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Cleveland biotech company making headway on possible COVID-19 treatment

Athersys Inc. developing a treatment for ARDS, a possible side effect of coronavirus

CLEVELAND — Northeast Ohio is known for it's number of excellent healthcare systems, and here, you'll also find one of the nations top biotechnology hubs.

There's important research being conducted right now that will impact how we treat the ongoing coronavirus pandemic - and as the number of confirmed cases continues to rise, the pressure is on to find effective treatments to help save lives.

Athersys, Inc, a biotech company located right here in Cleveland, is on the forefront of some of that work - as they develop a possible treatment for one of the possible complications of COVID-19.

"For the past few years we've been focused on developing a new medicine called MultiStem that has shown promise in treating patients after they've suffered a stroke or patients with severe pulmonary distress which is a condition known clinically as acute respiratory distress syndrome or ARDS," said Athersys CEO Gil Van Bokkelen.

ARDS can develop from a number of illnesses and it's once of the more concerning side-effects that can come along with a coronavirus diagnosis.

"It happens when a patient contracts a virus like influenza, or in the current outbreak, COVID-19, which infects the patients and then causes a severe inflammation response in the lungs," Van Bokkelen explained.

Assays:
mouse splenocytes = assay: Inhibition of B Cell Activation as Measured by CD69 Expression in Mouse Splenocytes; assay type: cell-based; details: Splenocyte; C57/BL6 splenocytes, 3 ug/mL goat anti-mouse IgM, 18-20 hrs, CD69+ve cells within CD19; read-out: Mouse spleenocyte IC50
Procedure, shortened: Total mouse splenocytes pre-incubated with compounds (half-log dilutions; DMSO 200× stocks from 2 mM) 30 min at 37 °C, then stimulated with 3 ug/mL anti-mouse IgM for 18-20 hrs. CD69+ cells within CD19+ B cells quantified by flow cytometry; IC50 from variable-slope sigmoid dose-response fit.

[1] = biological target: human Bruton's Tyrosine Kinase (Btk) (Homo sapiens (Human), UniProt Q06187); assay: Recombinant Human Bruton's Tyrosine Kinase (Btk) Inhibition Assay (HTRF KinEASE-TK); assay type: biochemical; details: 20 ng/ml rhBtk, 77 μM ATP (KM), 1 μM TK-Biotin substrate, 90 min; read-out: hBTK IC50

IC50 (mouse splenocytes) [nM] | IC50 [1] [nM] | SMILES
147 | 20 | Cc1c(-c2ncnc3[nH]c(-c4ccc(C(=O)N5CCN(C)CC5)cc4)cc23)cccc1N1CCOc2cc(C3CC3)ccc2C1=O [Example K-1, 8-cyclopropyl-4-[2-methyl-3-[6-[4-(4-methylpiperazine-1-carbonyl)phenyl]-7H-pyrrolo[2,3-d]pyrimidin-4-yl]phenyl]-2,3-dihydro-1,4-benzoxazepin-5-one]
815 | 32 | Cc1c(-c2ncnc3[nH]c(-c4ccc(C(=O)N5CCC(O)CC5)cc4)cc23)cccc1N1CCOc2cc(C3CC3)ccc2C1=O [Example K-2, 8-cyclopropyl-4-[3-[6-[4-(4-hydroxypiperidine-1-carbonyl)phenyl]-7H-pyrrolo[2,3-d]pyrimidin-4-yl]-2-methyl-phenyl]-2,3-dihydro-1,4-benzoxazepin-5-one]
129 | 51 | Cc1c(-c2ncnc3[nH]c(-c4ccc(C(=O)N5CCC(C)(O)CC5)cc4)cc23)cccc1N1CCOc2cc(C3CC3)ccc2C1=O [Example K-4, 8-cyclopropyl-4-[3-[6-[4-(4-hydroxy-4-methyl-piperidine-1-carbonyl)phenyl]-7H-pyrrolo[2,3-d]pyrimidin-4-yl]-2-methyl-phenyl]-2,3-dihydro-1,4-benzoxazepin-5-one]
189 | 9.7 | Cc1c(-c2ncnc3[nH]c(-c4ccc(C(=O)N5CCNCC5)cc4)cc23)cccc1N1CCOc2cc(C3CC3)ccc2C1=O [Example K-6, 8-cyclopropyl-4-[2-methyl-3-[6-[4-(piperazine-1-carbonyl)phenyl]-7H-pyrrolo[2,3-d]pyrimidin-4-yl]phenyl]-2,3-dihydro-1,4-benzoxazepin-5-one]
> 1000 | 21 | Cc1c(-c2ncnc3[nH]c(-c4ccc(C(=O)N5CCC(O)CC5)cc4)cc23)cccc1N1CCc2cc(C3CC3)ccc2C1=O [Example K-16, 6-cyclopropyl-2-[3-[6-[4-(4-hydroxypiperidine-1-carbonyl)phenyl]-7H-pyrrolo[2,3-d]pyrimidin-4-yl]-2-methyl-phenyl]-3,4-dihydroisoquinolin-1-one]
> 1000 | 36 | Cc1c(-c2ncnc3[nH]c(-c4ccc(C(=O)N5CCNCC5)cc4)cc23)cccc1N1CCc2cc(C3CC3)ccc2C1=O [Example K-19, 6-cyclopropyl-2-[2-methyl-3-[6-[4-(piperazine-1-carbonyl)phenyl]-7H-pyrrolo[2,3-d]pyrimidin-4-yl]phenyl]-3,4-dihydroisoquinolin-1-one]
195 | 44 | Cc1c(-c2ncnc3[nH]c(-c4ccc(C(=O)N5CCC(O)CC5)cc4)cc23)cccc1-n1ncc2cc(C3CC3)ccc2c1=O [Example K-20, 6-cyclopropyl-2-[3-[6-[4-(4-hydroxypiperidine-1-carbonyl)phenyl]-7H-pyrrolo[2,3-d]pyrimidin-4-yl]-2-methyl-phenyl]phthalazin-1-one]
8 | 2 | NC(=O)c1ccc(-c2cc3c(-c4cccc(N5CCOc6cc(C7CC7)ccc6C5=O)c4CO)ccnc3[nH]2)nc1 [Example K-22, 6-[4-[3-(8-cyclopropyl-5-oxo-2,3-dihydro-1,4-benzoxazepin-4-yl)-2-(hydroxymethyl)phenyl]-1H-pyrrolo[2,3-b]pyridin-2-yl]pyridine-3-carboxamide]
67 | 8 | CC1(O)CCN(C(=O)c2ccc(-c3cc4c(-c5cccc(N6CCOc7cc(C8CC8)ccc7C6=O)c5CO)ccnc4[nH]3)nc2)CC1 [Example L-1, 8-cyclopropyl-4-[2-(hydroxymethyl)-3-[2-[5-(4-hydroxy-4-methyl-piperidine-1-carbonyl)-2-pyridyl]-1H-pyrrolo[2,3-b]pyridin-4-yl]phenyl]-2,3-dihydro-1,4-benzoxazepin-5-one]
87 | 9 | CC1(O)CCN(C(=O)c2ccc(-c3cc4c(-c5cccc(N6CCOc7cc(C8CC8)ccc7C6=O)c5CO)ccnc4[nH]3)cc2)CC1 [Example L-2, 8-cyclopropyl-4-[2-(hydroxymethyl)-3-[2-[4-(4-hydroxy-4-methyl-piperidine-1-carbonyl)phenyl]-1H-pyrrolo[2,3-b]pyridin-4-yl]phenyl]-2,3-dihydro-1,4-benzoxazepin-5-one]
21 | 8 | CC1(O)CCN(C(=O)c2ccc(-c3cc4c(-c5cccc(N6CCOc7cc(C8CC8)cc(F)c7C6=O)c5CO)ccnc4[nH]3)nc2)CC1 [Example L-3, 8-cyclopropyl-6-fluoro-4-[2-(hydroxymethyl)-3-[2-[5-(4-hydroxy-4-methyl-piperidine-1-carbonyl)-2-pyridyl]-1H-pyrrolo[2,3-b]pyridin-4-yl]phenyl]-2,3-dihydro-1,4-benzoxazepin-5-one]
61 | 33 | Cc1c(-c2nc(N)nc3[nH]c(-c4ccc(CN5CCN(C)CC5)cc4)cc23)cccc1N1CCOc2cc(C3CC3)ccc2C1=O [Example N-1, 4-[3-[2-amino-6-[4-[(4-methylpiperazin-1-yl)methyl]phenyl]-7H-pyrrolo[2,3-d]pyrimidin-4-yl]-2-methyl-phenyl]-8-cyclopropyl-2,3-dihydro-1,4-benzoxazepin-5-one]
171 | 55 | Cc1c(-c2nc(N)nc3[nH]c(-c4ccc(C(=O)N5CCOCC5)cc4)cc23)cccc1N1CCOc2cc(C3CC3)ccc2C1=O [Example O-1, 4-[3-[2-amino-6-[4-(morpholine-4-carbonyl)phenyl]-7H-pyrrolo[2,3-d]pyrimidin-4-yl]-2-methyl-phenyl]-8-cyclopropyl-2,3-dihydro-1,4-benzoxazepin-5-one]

That severe inflammation can be deadly, and is particularly problematic for older patients, or patients with other health conditions, but Van Bokkelen said their early MultiStem results have shown promise. 

"Our clinical data showed that when patients with ARDS were treated with MultiStem, just a single dose, mortality went way down, lung function rapidly improved, patients were able to get off the ventilator a lot faster and also out of the ICU a lot faster."

Although there's no word on when exactly the treatment could be available to the public, Athersys has received fast-track designation from the FDA to accelerate development and regulatory review process. And Van Bokkelen said, there's a lot of reason to have hope right now. 

“There are a lot of people that are very hard at work trying to help make things better."

The Ohio Department of Health announced the number of confirmed cases of COVID-19 has risen to 442 statewide, covering 46 counties. Coronavirus has taken the lives of six people, while another 104 are hospitalized.  

Watch Gov.DeWine's most recent press briefing below: 

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